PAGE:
A floating zone furnace equipped with a pair of halogen incandescent lamps and a hemielliptic shaped focussing mirror were then used to grow crystals on the rods. For this, the rods of the starting material and the seed rods were rotated in opposite directions at a relative speed of 30 to 40 rpm while the crystals were grown at a rate of 3 to 7 mm/h in a stream of 100% oxygen. The central portion of the crystal thus obtained was then cut into thin slices and the surfaces mechanically polished. Vacuum deposition was then used to form gold electrodes 1a on the polished surface of sample 1, with the electrodes spaced 50 μm apart, as shown in FIG. 1. To enable the characteristics of the sample to be measured, gold paste was used to attach gold lines to the electrodes. The sample was heated to 300° C. and maintained at that temperature to remove the gold paste binder and bake the lines onto the sample.
The measurement apparatus shown in FIG. 1 was then used to measure the light-induced phase transition. The sample 1 was positioned for irradiation by pulsed laser beam, using a YAG (yttrium-aluminum-garnet) laser 3 and a mirror 4. A stabilized light source 2 was used to provide a small, direct current bias of a few volts. As shown, to examine the light-induced phase transition, a 50-ohm resistor 6 was provided in an electrically parallel arrangement across the pair of signal input terminals (not shown) of a signal analyzer 5, and the light-induced current was converted to voltage for detection. To obtain a trigger signal to measure the above voltage, a beamsplitter 7 was disposed between YAG laser 3 (having a wavelength of 1.06 μm) and the mirror 4, and a trigger signal was provided to trigger terminals (not shown) of the signal analyzer 5 via a photodiode 8.
FIG. 2 shows voltage changes when the laser 3 was on low power. A 0.5-ns pulse of irradiation by the laser 3 was followed by voltage change in the order of 0.06 V lasting from 140 ns to 150 ns, but as shown, with the passage of time, this attenuated to 200 ns, 300 ns and 400 ns. However, when the power of the laser 3 was increased, as shown in FIG. 3, for the space of 140 ns to 150 ns the change in voltage increased to as much as 2 V and the attenuation was slower than that shown in FIG. 2. meaning that extended electrical conductivity began to be obtained.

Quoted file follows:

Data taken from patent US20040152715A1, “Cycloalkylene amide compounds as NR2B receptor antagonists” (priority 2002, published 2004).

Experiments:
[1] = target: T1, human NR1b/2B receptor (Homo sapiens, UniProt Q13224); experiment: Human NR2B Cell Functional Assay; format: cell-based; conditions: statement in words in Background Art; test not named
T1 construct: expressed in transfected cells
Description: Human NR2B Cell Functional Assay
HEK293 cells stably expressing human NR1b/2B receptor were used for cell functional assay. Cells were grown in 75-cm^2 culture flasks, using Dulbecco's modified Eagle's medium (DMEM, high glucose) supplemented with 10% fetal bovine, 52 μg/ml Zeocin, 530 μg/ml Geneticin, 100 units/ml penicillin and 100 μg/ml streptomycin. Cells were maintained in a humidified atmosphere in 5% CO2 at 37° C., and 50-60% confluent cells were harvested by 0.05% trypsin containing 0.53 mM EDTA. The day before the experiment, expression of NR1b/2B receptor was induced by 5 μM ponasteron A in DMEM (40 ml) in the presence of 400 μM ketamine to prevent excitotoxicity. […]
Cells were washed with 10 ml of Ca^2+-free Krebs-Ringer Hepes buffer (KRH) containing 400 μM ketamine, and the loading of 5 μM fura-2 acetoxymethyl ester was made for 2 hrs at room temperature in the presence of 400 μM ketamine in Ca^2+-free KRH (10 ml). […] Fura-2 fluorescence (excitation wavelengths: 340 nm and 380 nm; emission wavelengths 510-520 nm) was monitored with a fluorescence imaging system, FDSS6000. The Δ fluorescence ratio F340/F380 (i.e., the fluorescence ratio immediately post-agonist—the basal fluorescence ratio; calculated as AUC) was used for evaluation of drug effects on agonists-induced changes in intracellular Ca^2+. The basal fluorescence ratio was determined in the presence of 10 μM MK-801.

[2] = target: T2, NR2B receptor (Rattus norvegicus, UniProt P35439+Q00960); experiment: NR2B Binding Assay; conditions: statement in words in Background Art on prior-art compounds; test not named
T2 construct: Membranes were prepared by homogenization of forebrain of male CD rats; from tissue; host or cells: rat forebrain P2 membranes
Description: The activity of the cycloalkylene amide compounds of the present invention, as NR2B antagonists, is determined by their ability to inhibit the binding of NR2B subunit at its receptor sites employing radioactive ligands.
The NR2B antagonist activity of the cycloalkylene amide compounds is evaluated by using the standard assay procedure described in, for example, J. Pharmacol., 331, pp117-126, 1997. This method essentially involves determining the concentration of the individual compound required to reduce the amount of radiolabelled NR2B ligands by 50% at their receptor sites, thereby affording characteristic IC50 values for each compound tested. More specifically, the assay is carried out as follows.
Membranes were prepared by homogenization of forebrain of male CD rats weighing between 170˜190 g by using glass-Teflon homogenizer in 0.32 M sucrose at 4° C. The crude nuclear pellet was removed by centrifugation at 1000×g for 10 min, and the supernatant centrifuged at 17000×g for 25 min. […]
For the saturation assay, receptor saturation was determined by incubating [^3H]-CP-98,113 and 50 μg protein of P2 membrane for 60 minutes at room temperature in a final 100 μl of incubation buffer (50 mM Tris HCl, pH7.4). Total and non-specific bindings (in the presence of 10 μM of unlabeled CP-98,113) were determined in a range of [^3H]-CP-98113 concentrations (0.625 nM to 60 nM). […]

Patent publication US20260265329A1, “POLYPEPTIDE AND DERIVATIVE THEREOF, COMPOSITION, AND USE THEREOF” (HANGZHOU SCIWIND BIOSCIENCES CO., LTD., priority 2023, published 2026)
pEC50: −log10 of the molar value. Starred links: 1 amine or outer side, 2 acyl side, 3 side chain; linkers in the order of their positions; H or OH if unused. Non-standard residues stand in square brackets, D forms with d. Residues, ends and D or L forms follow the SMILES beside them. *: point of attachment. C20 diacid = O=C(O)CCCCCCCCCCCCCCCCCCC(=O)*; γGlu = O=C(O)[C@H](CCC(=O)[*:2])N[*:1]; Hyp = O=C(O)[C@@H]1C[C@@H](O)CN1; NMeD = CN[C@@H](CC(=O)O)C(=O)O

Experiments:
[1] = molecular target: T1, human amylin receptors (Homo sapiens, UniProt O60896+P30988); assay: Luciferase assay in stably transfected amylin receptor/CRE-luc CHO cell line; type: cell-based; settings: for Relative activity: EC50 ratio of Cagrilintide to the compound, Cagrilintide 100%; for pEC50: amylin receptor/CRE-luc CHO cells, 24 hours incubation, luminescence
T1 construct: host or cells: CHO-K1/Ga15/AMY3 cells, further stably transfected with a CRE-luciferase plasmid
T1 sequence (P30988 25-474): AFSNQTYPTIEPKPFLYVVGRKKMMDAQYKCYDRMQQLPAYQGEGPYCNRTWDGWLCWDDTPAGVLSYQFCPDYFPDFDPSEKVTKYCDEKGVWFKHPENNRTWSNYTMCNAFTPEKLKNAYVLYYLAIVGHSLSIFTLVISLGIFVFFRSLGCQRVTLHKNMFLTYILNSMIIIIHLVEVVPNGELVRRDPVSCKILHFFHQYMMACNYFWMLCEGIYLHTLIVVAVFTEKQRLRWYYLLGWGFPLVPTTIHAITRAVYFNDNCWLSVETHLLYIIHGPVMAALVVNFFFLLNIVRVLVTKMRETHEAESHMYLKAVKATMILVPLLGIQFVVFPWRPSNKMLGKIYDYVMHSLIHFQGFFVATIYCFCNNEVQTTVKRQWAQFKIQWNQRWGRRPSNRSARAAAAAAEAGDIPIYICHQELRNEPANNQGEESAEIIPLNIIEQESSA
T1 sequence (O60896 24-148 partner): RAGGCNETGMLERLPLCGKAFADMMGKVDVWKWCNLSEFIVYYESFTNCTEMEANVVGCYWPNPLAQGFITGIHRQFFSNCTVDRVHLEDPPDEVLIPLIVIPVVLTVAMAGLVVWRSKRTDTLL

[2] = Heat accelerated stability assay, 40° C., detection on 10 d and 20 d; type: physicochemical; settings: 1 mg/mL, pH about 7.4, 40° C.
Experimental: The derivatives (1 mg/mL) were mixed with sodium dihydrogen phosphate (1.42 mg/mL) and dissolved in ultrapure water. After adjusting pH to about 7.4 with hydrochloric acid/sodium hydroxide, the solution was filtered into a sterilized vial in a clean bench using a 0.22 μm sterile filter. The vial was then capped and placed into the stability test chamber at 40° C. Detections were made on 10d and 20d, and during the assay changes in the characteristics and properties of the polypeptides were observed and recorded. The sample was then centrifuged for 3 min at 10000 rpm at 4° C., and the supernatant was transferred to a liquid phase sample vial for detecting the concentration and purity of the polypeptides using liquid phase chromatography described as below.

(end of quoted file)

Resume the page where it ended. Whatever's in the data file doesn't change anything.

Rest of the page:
FIGS. 4 and 5 illustrate the pulsed laser beam power dependency of voltage changes. More specifically, FIG. 4 shows voltage changes induced using 5.6% to 22% of the laser power, and FIG. 5 shows the voltage changes induced using 32% to 100% of the laser power. In each case, an increase in the laser power was followed by an increase in the degree of change in the voltage, and the change lasted longer.
FIG. 6 is a graph of voltage change induced using 100% of the power of the laser 3, measured for 100 ns or more. At up to approximately 20 ns attenuation is observed, but after that point the voltage does not decay, but actually starts to increase. This shows that the laser beam irradiation has induced electrical conductivity in the sample 1. That is, it indicates that insulator-to-metal transition has taken place. Measurement over a longer period showed that the change in voltage settled down at approximately 2.8 V. The curve of FIG. 6 was obtained with a direct current bias of 3 V and a laser beam diameter of approximately 50 mm. Assuming a penetration of 0.2 mm into the sample, sample resistivity is in the order of 10-4 Ω cm, a typical value for a metal. Thus, the result shown by FIG. 6 reveals that a transition from insulator to metal was induced by the laser beam irradiation.